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Editorial

Parades, Opportunities, and ‘Imported’ Problems

In recent days, the eyes of the entire Greek-American Community were focused on our parade in New York.

Of course, Manhattan itself helps with that, being a magnet that fires up people’s imagination, especially the youth. It’s special, no matter what some may say.

But besides the city, there is also the Omogenia that grabs attention. It’s this dynamic, creative, uncompromising, ambitious, independent part of the Greek world that attracts admiration but also the envy of many.

That’s human nature.

This year’s parade did not disappoint. On the contrary. First, and most importantly, it didn’t disappoint the Community itself. It was one of the most massive in recent years – the good weather certainly helped with that. With the participation of our parishes, our schools, and our associations. With parents and grandparents holding the hands of children.

It’s the day we put aside our differences and celebrate and honor what unites us: our Greek origin and our Orthodox faith.

It’s the day we declare our determination to fight as much as we can, in every way, to pass on to our children our national and religious identity.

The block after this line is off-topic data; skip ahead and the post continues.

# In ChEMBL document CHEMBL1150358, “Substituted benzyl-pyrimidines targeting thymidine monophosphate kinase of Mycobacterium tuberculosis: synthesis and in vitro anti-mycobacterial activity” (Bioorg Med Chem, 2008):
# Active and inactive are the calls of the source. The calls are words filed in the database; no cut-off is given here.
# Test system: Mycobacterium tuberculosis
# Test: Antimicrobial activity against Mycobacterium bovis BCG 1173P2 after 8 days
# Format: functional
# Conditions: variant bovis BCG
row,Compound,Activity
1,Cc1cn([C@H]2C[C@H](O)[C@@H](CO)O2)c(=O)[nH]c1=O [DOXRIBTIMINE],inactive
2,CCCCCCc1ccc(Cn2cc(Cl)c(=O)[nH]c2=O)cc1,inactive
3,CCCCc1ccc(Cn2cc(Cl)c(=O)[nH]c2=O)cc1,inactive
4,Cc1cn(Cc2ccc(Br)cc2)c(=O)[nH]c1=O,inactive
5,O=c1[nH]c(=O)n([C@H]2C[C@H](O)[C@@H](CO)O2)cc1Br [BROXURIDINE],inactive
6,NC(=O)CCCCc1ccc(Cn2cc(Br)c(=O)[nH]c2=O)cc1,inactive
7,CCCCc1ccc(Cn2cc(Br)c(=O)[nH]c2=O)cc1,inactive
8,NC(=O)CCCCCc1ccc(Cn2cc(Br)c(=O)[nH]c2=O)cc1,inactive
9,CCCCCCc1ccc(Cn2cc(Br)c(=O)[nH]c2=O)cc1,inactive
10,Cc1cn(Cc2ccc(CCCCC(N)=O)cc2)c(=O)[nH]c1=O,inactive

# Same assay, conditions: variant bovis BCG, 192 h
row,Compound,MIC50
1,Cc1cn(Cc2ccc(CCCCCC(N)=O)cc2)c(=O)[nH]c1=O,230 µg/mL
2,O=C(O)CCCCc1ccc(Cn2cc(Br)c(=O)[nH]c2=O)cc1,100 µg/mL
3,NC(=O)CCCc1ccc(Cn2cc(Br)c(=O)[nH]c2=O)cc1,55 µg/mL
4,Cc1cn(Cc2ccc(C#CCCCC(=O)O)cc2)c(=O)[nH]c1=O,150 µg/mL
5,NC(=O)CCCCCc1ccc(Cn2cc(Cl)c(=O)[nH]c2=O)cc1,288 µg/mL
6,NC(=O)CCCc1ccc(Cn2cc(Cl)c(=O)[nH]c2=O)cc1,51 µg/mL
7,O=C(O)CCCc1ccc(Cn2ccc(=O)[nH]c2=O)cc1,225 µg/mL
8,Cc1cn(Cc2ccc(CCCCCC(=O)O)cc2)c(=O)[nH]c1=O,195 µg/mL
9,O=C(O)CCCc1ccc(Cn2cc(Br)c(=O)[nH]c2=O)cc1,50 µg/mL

And it’s such moments, like the parade, where the enormous potential of the Greek-American community becomes apparent. To build model schools, cultural centers, to organize visits of young people to the Homeland, including graduates of the Holy Cross School of Theology to Greece and Cyprus.

And it’s such moments that also sadden you because you realize even more the absence of a leader who could act as a catalyst, capable of giving the additional impetus we need to reach the next level.

If you think about it, the serious problems of the Community, our Omogenia, are ‘imported’.

Have you noticed?

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